A soft, wearable patch measures the chemical contents of sweat on the skin. It could be used to screen for cystic fibrosis, and give athletes real-time performance data.CreditCreditJ. Rogers, Northwestern University
The article first appeared on The New York Times.
Someday soon, perhaps within a year, you’ll be able to slap a soft, stretchy patch on to your arm that tells you if you’re dehydrated. Or that your electrolytes are dangerously out of balance. Or even that you have diabetes.
Fitness trackers such as Fitbit and Apple Watch already track step counts, heart rate and sleep rhythms. But they tend to be rigid and bulky, and mostly gather mechanical metrics, rather than assess a person’sunderlying biology.
A new generation of devices instead aim to analyze sweat for many chemicals at once, producing a real-time snapshot of the wearer’s health or fitness. These devices also fit intimately against the skin, and are comfortable for anyone, from premature babies to the elderly. One version is already being advertised by Gatorade.
The latest advance in this technology, described Friday in the journal Science Advances, provides real-time information on the wearer’s pH, sweat rate, and levels of chloride, glucose and lactate — high levels of which could signal cystic fibrosis, diabetes or a lack of oxygen.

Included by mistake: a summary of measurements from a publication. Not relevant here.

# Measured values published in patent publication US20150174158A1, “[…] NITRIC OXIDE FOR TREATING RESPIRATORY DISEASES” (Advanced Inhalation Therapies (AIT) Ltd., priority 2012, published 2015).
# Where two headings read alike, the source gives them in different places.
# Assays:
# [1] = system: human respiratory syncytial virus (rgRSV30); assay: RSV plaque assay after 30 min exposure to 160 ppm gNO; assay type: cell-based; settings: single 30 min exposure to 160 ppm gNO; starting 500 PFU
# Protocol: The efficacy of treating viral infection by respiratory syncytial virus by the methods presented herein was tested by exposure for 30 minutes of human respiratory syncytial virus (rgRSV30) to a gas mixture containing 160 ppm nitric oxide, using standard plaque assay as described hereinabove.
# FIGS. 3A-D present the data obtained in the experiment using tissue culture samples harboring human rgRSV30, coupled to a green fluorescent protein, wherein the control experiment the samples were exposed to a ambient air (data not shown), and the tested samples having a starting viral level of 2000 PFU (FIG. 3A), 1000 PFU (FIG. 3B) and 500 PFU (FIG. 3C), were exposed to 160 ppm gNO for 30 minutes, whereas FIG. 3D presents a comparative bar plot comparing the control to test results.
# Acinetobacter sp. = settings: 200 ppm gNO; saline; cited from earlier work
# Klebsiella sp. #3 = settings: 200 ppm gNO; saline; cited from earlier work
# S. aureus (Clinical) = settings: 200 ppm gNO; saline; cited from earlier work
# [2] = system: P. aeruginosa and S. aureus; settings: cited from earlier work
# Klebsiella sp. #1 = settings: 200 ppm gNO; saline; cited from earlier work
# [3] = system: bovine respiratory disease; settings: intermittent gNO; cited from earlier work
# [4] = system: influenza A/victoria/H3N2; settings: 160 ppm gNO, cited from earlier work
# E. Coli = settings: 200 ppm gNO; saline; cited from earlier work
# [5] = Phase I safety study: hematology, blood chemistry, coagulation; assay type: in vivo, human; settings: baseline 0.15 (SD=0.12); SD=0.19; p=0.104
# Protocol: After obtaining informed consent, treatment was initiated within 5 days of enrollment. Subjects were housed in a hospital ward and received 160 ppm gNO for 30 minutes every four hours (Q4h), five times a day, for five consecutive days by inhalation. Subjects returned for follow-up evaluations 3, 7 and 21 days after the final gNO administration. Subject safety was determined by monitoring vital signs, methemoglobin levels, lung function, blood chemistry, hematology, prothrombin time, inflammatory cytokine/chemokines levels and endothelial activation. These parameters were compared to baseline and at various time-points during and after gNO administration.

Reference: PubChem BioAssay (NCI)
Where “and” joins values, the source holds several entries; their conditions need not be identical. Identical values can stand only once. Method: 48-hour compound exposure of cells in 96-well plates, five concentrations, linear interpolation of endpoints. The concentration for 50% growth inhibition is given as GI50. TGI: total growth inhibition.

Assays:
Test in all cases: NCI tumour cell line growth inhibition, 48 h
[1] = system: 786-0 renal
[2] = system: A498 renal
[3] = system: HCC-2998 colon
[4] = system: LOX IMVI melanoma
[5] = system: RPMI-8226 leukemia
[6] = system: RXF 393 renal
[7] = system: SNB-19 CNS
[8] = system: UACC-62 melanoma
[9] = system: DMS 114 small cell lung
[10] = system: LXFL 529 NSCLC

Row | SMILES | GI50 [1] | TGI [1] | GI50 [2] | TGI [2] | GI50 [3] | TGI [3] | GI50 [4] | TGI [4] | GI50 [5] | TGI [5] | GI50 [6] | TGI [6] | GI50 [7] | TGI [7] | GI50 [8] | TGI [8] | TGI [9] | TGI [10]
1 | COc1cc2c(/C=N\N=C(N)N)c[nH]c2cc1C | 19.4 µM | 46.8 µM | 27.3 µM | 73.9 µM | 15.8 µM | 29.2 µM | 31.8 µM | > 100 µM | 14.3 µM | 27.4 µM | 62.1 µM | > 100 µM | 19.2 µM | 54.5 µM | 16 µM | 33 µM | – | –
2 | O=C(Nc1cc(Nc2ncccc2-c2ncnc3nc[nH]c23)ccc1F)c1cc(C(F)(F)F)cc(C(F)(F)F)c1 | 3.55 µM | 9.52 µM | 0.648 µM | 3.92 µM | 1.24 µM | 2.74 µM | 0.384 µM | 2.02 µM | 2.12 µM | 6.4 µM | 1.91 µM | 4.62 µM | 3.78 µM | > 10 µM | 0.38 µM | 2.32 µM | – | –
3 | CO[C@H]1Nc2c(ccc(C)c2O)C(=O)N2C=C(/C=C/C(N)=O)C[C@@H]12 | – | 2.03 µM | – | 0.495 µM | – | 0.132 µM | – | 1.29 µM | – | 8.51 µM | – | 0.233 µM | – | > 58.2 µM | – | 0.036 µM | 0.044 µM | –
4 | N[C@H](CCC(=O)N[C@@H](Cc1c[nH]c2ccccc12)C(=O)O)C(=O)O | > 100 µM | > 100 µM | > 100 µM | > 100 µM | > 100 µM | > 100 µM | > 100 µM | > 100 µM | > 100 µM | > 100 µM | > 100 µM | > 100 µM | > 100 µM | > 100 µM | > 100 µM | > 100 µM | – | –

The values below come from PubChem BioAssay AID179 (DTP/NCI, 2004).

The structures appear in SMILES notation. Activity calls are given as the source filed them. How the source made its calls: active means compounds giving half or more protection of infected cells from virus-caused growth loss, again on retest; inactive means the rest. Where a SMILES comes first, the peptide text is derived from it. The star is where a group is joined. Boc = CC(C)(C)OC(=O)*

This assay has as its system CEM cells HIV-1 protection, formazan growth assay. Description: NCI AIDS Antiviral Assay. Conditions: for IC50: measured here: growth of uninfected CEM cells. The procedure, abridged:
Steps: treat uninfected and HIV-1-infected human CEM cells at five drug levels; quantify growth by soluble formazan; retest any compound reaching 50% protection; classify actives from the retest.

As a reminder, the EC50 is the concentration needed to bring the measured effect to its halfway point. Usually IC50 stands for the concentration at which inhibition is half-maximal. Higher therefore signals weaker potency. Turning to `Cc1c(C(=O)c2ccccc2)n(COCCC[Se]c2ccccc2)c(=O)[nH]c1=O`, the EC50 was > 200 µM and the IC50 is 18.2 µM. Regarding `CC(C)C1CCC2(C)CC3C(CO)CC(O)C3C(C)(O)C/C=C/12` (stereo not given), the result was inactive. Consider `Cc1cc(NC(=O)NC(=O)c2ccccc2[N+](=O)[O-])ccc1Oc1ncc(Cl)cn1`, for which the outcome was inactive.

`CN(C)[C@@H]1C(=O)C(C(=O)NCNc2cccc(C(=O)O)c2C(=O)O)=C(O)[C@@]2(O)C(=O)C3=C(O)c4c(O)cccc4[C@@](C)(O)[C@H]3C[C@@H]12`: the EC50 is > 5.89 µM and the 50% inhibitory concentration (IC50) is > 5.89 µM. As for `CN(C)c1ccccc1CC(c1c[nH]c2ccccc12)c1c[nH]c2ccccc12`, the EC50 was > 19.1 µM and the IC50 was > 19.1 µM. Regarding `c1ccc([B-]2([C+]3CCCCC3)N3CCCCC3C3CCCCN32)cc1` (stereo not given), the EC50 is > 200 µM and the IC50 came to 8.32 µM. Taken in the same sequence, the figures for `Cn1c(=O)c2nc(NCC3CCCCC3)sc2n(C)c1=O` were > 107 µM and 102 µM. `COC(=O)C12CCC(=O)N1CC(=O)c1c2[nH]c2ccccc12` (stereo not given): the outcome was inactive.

“It fits into a broader trend that you’re seeing in medicine, which is personalized, tailored approaches to treatment and delivery of care,” said John Rogers, a biomedical engineer at Northwestern University in Illinois and the key architect of the device.
Technology like this has been anticipated for years, but the field has accelerated rapidly. Some similar devices in development are soft. Some use electric sensors to read chemicals. Others rely on colorimetrics, in which the intensity of the color in the readout matches the concentration of the chemical being monitored. The new device delivers all of that in a battery-free and wireless form.
“This looks like the first version in which they integrated all of it in one device,” said Martin Kaltenbrunner, an engineering professor at Joannes Kepler University Linz, in Austria, who was not involved in the research. “The level of technology that is in this paper is very, very advanced.”
The new device has minuscule holes at its base into which sweat naturally flows. From there, a complex network of valves and microchannels, each roughly the width of a human hair, route the sweat into tiny reservoirs. Each reservoir contains a sensor that reacts with a chemical in the sweat, such as glucose or lactate.
“That’s basically it,” Dr. Rogers said. “There’s nothing that penetrates the skin, and there’s no power supply that’s driving flow.”
The device relies on the same technology that smartphones use to send wireless payments; the phone can both deliver power through this wireless coupling, and receives data back. Alternatively, the data could be sent to a reader attached to a treadmill or elsewhere in a fitness room — and, perhaps eventually, to a reader much farther away.
Read the full article on The New York Times.